Most of the DeFi insurance solutions currently available are either discretionary or based on predictions (options). Some solutions require Know Your Customer (KYC) while others do not. However, nearly all protocols require that individual policyholders submit claims with a proof of loss, and await a centralized or third party jury to assess the nature and amount of loss for each claim before any payout can occur.
Backlogs and delays in approvals and payouts can be caused if large numbers of claims need to be processed at once. This cumbersome claims assessment process results in significant inefficiency. In addition, and arguably more importantly, in many cases less than half of policyholder claims that are submitted ever get approved.
One could argue that this low proportion of claim acceptance defeats the purpose of having insurance in the first place.
The big risk of discretionary insurance on the blockchain is that it’s not always clear what these policies actually cover. As they say, it pays to read the small print.
A surefire recipe for all-round dissatisfaction is a crypto hack, followed by an announcement from the insurer that the policyholders will not be able to claim a payout because the type of hack exploit was not covered by the terms of the policy.
The challenge of protecting consumers in a digital environment against a wide range of highly technical scenarios can potentially create a disconnect between the insured and the insurer.
Many insurance policies that one can take out to protect against hacks and exploits look quite similar, however, people need to be aware that there is a significant risk they won’t receive the payout they expect after a hack. A quick analysis of Nexustracker, which lists Nexus Mutual’s most recent claims, reveals that of the 95 most recent claims at the time of writing, 77 were denied and only 17 were accepted.
Scenarios where claims are denied and not paid out also put a protocol’s reputation at risk.
First, the lengthy insurance process causes uncertainty, frustration, and impatience in the community. Then, the investing community naturally expects action. But, they may quickly lose confidence if insurance claim assessments get rejected because of policy exclusions or discretionary rejections.
Later this year, Neptune Mutual will be launching an alternative to discretionary insurance on the blockchain.
Neptune Mutual’s parametric covers will provide policyholders with protection against specific hacks or events on the blockchain.
To start with, Neptune Mutual selects high-quality cover creators; typically entities strongly linked to the CeFi/DeFi project being covered. The platform guides cover creators through the process of setting up a dedicated cover pool. The first step defines the parameters of the risks that the cover will protect against. Parameters need to be binary and there should be at least one specifying a minimum size of loss to the community.
Parametric cover policies are generally defined by only a few parameters, with a very limited number of exclusions (for example, the exclusion of deliberate or malicious action by the cover creator or protocol team).
After that, the floor and ceiling price of the cover policies offered by the cover pool are set and the next step is to attract liquidity providers. Liquidity providers benefit from a variety of revenue streams including the fees paid by cover policyholders. One of these revenue streams arises from the option to stake the Proof of Deposit (POD) that is provided when supplying liquidity to a cover pool.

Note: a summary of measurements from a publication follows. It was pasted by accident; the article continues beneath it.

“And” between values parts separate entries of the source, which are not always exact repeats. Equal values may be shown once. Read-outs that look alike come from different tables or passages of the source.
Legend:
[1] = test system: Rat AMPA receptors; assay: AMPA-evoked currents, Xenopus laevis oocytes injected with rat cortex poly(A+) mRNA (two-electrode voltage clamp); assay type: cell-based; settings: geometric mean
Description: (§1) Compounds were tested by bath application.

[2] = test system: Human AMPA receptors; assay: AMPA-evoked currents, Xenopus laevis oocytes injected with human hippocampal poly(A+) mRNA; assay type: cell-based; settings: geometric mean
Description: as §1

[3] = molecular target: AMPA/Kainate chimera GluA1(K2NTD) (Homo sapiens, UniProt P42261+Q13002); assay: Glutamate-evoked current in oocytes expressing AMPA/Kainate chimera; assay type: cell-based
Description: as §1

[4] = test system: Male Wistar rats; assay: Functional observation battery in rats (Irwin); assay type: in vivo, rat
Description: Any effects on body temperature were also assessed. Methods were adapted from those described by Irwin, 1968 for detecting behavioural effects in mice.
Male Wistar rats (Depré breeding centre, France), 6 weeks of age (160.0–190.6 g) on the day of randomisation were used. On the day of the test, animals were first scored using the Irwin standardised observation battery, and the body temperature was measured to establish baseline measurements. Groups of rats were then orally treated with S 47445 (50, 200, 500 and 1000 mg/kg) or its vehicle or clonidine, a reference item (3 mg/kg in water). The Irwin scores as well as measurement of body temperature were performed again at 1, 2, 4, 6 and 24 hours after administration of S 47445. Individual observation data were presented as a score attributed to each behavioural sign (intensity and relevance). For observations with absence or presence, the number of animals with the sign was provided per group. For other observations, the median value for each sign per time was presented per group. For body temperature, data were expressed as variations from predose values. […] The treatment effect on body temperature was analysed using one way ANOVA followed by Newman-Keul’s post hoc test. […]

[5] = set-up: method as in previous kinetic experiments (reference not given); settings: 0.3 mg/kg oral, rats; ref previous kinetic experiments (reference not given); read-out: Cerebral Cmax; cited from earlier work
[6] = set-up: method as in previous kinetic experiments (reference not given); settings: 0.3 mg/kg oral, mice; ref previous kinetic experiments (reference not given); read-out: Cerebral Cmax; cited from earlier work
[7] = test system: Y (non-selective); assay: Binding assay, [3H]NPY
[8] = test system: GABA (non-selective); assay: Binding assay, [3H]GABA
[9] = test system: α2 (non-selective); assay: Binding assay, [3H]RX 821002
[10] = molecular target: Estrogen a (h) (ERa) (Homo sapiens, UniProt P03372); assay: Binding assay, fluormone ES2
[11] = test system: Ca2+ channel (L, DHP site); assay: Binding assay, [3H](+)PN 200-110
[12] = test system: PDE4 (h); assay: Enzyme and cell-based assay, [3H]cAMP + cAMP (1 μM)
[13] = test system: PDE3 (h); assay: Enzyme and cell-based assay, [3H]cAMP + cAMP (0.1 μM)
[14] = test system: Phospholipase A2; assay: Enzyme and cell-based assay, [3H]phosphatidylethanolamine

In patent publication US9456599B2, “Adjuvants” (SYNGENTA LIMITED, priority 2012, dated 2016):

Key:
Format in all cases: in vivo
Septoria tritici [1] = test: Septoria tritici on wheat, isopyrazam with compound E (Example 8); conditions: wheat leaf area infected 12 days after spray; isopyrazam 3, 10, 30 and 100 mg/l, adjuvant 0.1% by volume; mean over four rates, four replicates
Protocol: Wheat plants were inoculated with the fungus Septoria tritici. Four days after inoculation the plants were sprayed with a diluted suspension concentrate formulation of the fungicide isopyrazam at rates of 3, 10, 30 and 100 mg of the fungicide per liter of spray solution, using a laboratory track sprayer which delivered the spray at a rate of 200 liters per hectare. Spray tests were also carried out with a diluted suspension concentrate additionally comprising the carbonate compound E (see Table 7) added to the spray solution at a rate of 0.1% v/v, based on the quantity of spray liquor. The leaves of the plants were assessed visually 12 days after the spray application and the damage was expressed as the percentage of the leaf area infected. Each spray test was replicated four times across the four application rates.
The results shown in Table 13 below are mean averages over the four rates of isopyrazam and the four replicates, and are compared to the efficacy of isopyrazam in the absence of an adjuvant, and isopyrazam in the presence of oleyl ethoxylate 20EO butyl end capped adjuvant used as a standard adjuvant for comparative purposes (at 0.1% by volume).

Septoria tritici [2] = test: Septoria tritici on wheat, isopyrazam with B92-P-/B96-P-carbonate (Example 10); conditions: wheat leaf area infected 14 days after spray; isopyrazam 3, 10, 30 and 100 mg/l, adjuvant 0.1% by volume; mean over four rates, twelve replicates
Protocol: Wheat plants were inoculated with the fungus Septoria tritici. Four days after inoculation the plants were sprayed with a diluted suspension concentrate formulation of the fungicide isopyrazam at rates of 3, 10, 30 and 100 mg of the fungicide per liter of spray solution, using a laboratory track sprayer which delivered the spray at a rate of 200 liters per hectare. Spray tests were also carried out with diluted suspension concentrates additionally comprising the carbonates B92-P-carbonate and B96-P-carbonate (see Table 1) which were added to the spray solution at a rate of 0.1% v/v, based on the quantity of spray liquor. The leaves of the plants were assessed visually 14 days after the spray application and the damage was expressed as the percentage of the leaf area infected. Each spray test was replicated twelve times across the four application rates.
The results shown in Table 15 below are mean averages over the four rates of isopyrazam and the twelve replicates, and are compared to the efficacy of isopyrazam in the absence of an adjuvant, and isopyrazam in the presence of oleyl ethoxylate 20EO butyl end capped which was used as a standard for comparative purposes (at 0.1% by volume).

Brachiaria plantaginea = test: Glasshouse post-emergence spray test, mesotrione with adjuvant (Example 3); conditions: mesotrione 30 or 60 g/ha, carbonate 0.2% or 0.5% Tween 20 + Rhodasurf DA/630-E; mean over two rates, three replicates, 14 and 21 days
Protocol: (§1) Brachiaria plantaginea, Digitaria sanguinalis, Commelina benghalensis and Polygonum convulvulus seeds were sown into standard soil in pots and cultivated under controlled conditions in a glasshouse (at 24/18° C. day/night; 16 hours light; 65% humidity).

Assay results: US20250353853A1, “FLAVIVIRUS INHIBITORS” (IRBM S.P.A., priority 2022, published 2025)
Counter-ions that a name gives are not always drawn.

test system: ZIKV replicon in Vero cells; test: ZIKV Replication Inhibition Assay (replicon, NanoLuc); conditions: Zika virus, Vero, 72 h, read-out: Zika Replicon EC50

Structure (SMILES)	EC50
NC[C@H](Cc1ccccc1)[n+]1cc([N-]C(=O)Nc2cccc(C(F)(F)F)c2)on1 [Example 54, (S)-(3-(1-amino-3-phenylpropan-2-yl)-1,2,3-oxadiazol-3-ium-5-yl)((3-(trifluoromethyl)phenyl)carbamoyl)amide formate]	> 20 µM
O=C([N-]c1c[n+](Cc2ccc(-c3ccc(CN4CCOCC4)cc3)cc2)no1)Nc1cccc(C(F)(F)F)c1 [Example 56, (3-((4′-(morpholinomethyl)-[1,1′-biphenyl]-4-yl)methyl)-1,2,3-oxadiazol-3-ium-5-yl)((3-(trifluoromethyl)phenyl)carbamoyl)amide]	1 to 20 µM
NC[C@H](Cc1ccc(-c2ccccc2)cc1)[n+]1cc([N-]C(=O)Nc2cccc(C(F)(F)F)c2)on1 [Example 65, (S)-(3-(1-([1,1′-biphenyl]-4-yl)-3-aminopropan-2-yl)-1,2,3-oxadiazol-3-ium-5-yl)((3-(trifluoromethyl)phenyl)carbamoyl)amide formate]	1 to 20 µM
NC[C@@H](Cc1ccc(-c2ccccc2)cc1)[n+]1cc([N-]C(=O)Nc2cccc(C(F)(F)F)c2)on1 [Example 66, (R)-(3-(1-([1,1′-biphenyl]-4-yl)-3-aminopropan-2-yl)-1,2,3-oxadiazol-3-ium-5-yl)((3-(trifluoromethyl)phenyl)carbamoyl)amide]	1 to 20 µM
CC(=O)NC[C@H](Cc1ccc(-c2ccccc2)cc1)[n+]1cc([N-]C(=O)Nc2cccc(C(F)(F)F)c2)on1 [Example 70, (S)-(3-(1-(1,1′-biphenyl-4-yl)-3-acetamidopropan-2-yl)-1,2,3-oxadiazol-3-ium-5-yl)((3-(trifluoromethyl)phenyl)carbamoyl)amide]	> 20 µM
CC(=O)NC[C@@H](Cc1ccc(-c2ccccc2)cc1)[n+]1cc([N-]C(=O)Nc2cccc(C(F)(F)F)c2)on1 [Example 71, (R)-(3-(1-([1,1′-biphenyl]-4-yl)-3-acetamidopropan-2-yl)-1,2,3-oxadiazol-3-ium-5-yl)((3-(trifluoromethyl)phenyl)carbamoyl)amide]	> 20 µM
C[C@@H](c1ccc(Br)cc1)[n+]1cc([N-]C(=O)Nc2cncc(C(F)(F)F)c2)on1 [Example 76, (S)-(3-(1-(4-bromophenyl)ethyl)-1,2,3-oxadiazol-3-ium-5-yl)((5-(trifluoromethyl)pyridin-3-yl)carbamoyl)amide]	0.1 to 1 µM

To compensate and alleviate some of the risk taken by the liquidity providers, cover creators can provide a reassurance token that will re-capitalise a portion of the dedicated cover pool in the event an incident arises.
Dedicated cover pools provide a guaranteed payout to policyholders because:
From purchasing cover from a Neptune Mutual pool, reporting an incident, dispute resolution, to claims payout, everything is fully transparent and decentralized. Anybody can purchase a protection from Neptune Mutual cover pools without having to go through a complicated onboarding process. Most importantly, cover purchasers never have to worry about their claims not getting paid upon incident resolution.
The Neptune Mutual protocol is based on a parametric cover model that offers policyholders protection against financial loss resulting from a predefined set of parameters or events (also known as cover incidents). The policyholders pay a premium (also known as a policy fee) to get cover for a fixed duration and desired amount. As a result, faster claims payout becomes possible because a claim does not require any back and forth between the underwriters, claims assessors, loss adjusters, or any middlemen or centralized party.
There is no need for individual assessment of each claim or the accompanying proof of loss documents. Once resolution is reached in the cover incidents, the payout is validated for every policyholder. The payout amount does not change during the term length and the policyholders cannot file a claim exceeding the agreed upon amount.
It’s easy to see how discretionary insurance can fail to live up to expectations when it comes to covering the risks of hacks and exploits. The claims assessment process is highly inefficient, and too few claims get approved. Fortunately, a fast and reliable solution for blockchain investment protection can be found in Neptune Mutual’s parametric cover protocol.